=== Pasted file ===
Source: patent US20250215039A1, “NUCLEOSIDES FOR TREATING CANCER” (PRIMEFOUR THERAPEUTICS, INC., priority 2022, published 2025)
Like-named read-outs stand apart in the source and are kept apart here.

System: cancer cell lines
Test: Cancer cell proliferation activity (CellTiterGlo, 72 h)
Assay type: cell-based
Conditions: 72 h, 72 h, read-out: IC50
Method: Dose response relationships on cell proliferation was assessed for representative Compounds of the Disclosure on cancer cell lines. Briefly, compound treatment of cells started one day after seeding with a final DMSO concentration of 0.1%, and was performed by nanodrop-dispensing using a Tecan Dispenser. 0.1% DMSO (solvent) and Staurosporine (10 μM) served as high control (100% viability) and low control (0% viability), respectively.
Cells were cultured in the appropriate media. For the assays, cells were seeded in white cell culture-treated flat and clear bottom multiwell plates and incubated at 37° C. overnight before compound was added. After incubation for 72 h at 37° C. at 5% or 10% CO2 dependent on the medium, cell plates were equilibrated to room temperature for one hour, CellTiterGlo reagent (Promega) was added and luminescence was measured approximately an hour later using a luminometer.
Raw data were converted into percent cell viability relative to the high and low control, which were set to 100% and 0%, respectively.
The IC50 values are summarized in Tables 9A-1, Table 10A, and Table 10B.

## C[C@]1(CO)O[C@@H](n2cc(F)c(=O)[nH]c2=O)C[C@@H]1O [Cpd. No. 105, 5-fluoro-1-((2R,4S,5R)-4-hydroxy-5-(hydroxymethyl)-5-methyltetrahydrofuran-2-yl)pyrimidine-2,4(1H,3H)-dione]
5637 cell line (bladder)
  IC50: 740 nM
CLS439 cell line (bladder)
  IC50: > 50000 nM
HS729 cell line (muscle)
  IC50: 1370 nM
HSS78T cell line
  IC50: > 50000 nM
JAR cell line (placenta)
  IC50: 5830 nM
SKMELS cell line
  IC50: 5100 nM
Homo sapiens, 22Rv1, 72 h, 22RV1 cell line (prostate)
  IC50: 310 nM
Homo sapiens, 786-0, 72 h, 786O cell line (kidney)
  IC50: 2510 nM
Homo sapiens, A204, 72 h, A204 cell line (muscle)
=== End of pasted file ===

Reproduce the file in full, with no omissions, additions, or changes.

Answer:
Source: patent US20250215039A1, “NUCLEOSIDES FOR TREATING CANCER” (PRIMEFOUR THERAPEUTICS, INC., priority 2022, published 2025)
Like-named read-outs stand apart in the source and are kept apart here.

System: cancer cell lines
Test: Cancer cell proliferation activity (CellTiterGlo, 72 h)
Assay type: cell-based
Conditions: 72 h, 72 h, read-out: IC50
Method: Dose response relationships on cell proliferation was assessed for representative Compounds of the Disclosure on cancer cell lines. Briefly, compound treatment of cells started one day after seeding with a final DMSO concentration of 0.1%, and was performed by nanodrop-dispensing using a Tecan Dispenser. 0.1% DMSO (solvent) and Staurosporine (10 μM) served as high control (100% viability) and low control (0% viability), respectively.
Cells were cultured in the appropriate media. For the assays, cells were seeded in white cell culture-treated flat and clear bottom multiwell plates and incubated at 37° C. overnight before compound was added. After incubation for 72 h at 37° C. at 5% or 10% CO2 dependent on the medium, cell plates were equilibrated to room temperature for one hour, CellTiterGlo reagent (Promega) was added and luminescence was measured approximately an hour later using a luminometer.
Raw data were converted into percent cell viability relative to the high and low control, which were set to 100% and 0%, respectively.
The IC50 values are summarized in Tables 9A-1, Table 10A, and Table 10B.

## C[C@]1(CO)O[C@@H](n2cc(F)c(=O)[nH]c2=O)C[C@@H]1O [Cpd. No. 105, 5-fluoro-1-((2R,4S,5R)-4-hydroxy-5-(hydroxymethyl)-5-methyltetrahydrofuran-2-yl)pyrimidine-2,4(1H,3H)-dione]
5637 cell line (bladder)
  IC50: 740 nM
CLS439 cell line (bladder)
  IC50: > 50000 nM
HS729 cell line (muscle)
  IC50: 1370 nM
HSS78T cell line
  IC50: > 50000 nM
JAR cell line (placenta)
  IC50: 5830 nM
SKMELS cell line
  IC50: 5100 nM
Homo sapiens, 22Rv1, 72 h, 22RV1 cell line (prostate)
  IC50: 310 nM
Homo sapiens, 786-0, 72 h, 786O cell line (kidney)
  IC50: 2510 nM
Homo sapiens, A204, 72 h, A204 cell line (muscle)